LONDON - U.S. judo athlete Nicholas Delpopolo was expelled from the Olympic Games Monday by the International Olympic Committee after testing positive for marijuana a week after finishing competition here, U.S. officials said.

Delpopolo, 23, of Westfield, N.J., said he inadvertently ate baked goods that contained marijuana before he departed for the Olympics last month. U.S. Olympic Committee spokesman Patrick Sandusky said the athlete was sent back to the USA on Monday shortly after being notified of the test result.

His disqualification marks the first in-games doping violation announced by the IOC. Four previous offenses involving Olympic athletes resulted from tests conducted prior to the start of Olympic competition.

"I apologize to the U.S. Olympic Committee, to my teammates and to my fans, and I am embarrassed by this mistake," Delpopolo said in a written statement. "I look forward to representing my country in the future, and will rededicate myself to being the best judo athlete that I can be."

Sandusky said the U.S. committee "absolutely" supports the disqualification.

"The (USOC) is absolutely committed to clean competition and stringent anti-doping penalties," he said. "Any positive test, for any banned substance, comes with the appropriate consequences. ... We look forward to witnessing the continued success of our athletes and commend their dedication to clean sport."

Delpopolo finished competing July 30, losing in the repechage round of the 73-kilogram weight class by yuko to Nyam-Ochir Sainjargal of Mongolia. Delpopolo finished seventh.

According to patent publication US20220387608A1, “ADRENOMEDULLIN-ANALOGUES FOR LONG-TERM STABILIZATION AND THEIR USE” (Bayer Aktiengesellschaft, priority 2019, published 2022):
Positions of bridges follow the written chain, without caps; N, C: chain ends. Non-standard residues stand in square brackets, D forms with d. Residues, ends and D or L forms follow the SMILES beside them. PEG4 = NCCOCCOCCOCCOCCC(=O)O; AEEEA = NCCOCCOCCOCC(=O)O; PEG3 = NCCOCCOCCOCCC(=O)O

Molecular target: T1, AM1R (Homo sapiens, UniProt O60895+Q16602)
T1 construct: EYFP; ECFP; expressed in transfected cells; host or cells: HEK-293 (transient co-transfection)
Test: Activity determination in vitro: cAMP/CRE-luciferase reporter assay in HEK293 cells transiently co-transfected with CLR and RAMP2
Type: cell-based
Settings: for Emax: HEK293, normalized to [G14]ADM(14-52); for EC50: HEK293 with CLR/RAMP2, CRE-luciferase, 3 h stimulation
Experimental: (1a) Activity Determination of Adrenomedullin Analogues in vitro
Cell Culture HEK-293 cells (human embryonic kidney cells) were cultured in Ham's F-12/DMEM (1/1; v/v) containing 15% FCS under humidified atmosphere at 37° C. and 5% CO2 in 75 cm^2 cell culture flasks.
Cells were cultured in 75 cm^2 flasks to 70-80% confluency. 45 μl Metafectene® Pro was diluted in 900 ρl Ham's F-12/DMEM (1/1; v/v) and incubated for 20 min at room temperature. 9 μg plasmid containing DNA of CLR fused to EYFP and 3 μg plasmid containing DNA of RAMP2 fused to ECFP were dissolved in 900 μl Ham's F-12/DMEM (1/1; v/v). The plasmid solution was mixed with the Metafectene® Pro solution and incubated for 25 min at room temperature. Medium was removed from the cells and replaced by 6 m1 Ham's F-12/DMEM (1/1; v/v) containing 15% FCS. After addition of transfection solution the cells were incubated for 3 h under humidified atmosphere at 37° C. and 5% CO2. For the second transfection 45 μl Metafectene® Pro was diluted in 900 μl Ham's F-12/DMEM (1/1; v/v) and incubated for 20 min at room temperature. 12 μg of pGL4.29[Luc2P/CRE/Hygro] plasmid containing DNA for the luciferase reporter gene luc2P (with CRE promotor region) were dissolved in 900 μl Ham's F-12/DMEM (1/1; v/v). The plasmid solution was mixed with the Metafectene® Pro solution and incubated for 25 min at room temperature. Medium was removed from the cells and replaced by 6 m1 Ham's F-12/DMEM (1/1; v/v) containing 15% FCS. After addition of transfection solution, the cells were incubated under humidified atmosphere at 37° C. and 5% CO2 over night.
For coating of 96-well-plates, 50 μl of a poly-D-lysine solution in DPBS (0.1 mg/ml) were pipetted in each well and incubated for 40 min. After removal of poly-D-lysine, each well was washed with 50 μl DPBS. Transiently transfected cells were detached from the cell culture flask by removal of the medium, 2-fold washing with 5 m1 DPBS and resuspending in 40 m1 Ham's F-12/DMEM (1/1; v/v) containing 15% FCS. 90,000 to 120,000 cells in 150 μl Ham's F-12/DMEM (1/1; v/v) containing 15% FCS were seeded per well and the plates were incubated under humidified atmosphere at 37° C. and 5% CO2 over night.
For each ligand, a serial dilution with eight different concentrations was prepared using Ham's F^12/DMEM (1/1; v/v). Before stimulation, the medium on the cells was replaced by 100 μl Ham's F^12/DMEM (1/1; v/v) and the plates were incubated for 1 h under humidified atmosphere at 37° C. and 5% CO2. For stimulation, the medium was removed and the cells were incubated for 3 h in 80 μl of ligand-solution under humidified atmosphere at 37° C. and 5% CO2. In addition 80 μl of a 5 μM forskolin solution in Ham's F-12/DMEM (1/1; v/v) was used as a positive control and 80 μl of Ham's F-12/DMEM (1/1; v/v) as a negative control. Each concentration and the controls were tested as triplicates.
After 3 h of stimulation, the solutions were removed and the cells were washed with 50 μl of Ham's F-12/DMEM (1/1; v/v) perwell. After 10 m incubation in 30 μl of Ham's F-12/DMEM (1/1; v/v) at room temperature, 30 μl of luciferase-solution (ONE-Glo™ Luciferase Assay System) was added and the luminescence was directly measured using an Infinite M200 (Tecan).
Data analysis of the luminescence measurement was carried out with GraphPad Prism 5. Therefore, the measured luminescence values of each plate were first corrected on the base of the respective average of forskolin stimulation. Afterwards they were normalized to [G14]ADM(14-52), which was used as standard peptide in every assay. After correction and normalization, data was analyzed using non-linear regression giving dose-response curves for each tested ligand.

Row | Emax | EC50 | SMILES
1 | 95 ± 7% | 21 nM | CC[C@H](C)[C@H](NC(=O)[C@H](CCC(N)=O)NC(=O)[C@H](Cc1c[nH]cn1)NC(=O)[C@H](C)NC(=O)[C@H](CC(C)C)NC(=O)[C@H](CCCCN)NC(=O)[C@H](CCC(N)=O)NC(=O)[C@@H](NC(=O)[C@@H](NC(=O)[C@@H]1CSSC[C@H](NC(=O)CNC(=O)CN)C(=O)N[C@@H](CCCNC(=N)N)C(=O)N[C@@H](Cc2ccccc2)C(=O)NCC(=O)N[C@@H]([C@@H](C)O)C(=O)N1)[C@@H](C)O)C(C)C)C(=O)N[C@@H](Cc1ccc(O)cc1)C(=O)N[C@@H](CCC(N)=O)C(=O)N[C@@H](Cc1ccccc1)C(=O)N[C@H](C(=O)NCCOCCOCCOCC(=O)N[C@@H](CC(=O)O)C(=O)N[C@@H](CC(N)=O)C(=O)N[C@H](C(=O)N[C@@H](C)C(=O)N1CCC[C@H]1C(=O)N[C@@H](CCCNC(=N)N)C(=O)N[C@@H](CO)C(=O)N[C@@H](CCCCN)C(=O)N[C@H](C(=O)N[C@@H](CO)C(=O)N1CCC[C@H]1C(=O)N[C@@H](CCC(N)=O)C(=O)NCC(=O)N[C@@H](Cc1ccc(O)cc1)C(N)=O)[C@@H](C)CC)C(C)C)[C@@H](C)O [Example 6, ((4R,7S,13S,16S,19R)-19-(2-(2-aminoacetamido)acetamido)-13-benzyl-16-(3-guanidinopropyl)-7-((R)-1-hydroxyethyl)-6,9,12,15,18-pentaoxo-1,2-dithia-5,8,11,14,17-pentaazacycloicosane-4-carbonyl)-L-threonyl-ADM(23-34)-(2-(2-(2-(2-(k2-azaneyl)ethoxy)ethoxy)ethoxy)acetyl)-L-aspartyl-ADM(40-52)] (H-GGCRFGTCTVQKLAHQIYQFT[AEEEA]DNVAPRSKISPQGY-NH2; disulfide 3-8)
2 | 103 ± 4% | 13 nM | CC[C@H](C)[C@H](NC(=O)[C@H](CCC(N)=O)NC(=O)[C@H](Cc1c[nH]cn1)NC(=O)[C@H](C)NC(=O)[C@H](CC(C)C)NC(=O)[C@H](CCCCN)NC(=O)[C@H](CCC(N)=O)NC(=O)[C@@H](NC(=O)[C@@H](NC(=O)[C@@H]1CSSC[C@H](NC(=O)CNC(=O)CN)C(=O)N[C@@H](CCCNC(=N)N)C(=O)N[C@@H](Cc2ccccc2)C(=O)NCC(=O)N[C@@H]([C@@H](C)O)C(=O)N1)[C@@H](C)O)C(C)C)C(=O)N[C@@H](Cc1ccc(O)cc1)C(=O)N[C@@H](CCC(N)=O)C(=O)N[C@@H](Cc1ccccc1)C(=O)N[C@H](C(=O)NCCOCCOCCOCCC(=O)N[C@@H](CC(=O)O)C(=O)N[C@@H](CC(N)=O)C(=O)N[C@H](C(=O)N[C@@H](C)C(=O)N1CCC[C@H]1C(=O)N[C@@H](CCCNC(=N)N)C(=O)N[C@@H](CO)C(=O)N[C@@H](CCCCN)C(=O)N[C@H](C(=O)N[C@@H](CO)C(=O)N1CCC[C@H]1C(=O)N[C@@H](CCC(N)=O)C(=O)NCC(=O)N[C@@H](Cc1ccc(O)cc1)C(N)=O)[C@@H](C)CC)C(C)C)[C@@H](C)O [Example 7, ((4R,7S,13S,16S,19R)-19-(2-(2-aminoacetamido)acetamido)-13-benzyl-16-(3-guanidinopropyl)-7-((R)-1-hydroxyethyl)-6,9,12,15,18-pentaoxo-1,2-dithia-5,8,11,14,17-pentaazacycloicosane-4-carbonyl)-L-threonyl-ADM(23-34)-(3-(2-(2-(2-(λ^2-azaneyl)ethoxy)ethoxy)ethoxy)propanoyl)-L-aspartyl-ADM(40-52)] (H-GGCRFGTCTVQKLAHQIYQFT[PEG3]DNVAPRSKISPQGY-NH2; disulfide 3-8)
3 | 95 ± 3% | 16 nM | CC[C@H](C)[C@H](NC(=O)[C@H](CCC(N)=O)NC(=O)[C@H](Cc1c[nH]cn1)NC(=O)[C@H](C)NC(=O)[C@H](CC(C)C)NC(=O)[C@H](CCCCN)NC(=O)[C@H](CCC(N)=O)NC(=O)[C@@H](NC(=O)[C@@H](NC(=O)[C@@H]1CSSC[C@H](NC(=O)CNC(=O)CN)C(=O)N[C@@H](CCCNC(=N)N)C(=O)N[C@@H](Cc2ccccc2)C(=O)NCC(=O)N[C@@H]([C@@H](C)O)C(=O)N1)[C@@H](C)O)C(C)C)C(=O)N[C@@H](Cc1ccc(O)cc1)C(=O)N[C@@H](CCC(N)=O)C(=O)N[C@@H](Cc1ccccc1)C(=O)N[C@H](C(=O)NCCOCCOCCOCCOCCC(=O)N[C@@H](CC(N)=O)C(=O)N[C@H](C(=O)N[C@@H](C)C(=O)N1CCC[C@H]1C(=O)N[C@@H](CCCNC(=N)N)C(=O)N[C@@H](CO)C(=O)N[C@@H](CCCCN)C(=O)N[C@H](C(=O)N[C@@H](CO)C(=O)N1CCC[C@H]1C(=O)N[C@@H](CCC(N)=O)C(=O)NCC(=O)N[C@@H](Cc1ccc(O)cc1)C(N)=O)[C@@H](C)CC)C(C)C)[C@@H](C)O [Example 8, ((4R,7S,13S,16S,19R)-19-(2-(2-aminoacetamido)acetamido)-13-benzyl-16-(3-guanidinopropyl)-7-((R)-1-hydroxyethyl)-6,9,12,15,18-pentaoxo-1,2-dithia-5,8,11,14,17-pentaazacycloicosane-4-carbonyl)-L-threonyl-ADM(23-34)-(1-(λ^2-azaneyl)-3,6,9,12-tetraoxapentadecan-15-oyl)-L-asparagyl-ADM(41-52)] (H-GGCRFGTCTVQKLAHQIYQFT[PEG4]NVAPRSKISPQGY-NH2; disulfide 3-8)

While Delpopolo represented the first doping offense resulting from in-games testing, wrestler Stephany Lee was kept off the team before the Olympics after testing positive for tetrahydrocannabinol acid ? a marijuana metabolite ? in a sample collected April 21 at the Olympic trials in Iowa City.

About half of the 10,500 athletes in London are expected to be tested as part of the largest anti-doping effort in the history of the Olympics, IOC officials said. As of Monday, 3,486 tests had been conducted, IOC spokesman Mark Adams said.

In a major shift from a largely random test strategy, IOC officials said testing in London would be driven by intelligence gathered from various sources, inside and outside of Olympic competition.

It was immediately unclear whether Delpopolo's testing was specifically sought based on information provided to Olympic authorities.

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